Thanks to generous community members and a group of Dickinson veterans, the Christmas spirit and joy of giving is on full display inside the Phat Fish Brewing Company.
“I think with the ties that we have with my husband being a veteran himself, we wanted to do something," Kelli Scharf, co-owner of Phat Fish and wife of veteran Tony Scharf, said. "Local veterans, state veterans or national veterans, we always want to support our veterans. Some friends of ours were looking into starting a Veteran Tree and we thought to ourselves, ‘Why don't we do it here at the brewery.’"
Underneath the tree are combat boots with two water troughs jammed full with donations from the community. The variety of donations include every assortment of gift, including detergent, house cleaning products, hats and gloves, gift and gas cards, cash and more.
“The simple day-to-day things that you don't normally think about living without are those things that our veterans often lack,” Amanda Meidinger, wife of veteran D.J. Meidinger, said. “They are not looking for extravagant things just the necessities.”
The outpouring of support for the program serves as both as a sign of the changing times and of Dickinson's community spirit. Having collected such a large amount in only two weeks, Phat Fish Brewing Company were shocked by the support garnered through word-of-mouth and social media.
“Not only have we had local support, but a lot of people with military backgrounds found out about the project over social media and contributed,” Meidiner said. “‘The more the better, I say. As small as the Dickinson community is, the need of veteran support here is large.”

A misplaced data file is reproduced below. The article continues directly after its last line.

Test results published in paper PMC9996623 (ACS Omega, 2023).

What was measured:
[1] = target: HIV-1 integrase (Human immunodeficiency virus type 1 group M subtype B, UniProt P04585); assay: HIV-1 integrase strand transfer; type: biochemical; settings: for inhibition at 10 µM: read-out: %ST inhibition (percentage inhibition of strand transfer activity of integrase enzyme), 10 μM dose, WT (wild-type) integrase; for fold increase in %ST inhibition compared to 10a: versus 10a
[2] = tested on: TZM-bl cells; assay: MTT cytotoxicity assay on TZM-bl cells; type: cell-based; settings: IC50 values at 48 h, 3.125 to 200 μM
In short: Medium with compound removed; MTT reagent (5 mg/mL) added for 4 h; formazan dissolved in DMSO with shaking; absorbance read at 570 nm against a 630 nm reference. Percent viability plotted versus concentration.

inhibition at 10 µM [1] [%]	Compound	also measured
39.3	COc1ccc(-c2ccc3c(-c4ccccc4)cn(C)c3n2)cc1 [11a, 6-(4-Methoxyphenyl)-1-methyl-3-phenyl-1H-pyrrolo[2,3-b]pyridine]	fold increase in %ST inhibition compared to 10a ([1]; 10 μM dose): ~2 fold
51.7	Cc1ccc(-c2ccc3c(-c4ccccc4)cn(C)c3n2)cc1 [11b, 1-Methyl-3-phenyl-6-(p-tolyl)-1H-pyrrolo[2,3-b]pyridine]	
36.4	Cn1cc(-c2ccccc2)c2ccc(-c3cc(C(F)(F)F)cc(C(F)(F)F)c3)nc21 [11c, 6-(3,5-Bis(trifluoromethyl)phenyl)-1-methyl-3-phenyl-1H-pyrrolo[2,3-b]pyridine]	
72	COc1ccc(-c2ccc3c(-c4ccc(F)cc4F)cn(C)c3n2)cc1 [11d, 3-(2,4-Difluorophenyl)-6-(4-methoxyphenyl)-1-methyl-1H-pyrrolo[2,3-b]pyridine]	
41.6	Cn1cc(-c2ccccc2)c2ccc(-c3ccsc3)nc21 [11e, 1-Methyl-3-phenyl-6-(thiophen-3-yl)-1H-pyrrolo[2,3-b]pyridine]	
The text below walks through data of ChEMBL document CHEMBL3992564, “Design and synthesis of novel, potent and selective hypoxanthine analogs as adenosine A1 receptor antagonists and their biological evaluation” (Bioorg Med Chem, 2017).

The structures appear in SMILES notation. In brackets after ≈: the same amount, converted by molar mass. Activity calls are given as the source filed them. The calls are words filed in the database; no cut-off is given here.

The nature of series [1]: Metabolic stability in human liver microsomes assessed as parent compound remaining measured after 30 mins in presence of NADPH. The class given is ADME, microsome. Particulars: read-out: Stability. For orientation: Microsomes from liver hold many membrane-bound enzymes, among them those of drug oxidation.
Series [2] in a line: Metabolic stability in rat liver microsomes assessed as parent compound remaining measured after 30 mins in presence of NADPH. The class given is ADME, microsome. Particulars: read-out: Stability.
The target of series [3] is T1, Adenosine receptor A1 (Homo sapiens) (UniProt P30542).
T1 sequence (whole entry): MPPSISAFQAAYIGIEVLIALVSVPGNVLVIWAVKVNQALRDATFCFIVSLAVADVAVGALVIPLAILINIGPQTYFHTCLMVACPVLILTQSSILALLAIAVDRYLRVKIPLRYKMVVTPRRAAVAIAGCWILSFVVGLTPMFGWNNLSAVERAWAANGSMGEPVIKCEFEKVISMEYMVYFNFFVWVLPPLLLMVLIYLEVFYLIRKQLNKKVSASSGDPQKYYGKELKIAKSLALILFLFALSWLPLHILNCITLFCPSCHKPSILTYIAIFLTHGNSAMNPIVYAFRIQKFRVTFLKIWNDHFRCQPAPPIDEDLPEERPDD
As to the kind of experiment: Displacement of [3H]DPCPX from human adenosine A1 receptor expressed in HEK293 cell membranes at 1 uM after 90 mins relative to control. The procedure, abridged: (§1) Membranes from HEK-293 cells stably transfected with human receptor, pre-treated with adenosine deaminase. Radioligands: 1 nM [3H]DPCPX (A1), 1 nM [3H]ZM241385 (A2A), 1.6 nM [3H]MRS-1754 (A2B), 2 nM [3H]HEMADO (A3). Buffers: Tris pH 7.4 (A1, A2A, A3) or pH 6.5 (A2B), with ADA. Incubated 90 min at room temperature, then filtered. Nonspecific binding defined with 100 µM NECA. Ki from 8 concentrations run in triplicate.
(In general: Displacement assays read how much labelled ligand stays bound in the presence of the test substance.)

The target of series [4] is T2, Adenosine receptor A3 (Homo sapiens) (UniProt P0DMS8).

Speaking to the necessity of a program like the one being hosted by Phat Fish, Kelli Scharf said that for many veterans it can be hard to ask for help.
“I don't think anybody gets into the military to have issues down the road. No one asked for PTSD or to get injured, but they went with pride for what they are doing for the country and came home broken,” Kelli Scharf said. “It's very hard when they have been molded into these individuals that need to be strong and prideful, and then to come home and not have the full help that they need… As veterans, as families of veterans and ones that do see it, we take on a sense of ownership of that pain and brokenness… it's veterans helping veterans.”
Tony Scharf echoed the prideful nature of many who need help, but don't seek it.
“They won't ask for help, that's the thing,” Tony Scharf said. “I don't know if the community gets it, but I know other veterans understand it. From my perspective, they feel that they can handle it. They will say to themselves, ‘It's not that bad, I can deal with it.’ For them to ask for help is rare.”
Rather than wait for a plea for help, the Veteran Tree program took the initiative and dove headlong into finding the best approach to helping local veterans.
David and Stephanie Bodle, both veterans, supported the project.
“When you come to a small community like Dickinson, a lot of people don't realizes the people among them that are in need because veterans typically don't ask for help,” David Bodle said “When Amanda and Stephanie asked if I wanted to help decorate the Veteran Tree, I saw it as a blessing and even more so with Phat Fish having the tree where the public can see and admire the support we are collecting for veterans.”
The project managers plan to continue through the first of the new year, though the group of veteran families talked about having similar opportunities for the community to donate year-round.
“We know that the needs from veterans does not end with the holidays and the traditional time of giving. We wanted it to be nice and well decorated for the Christmas season, but it honestly doesn't even come close to representing the amount of respect that we know veteran deserve,” Tony Scharf said. “We plan to have it for many more years to come.”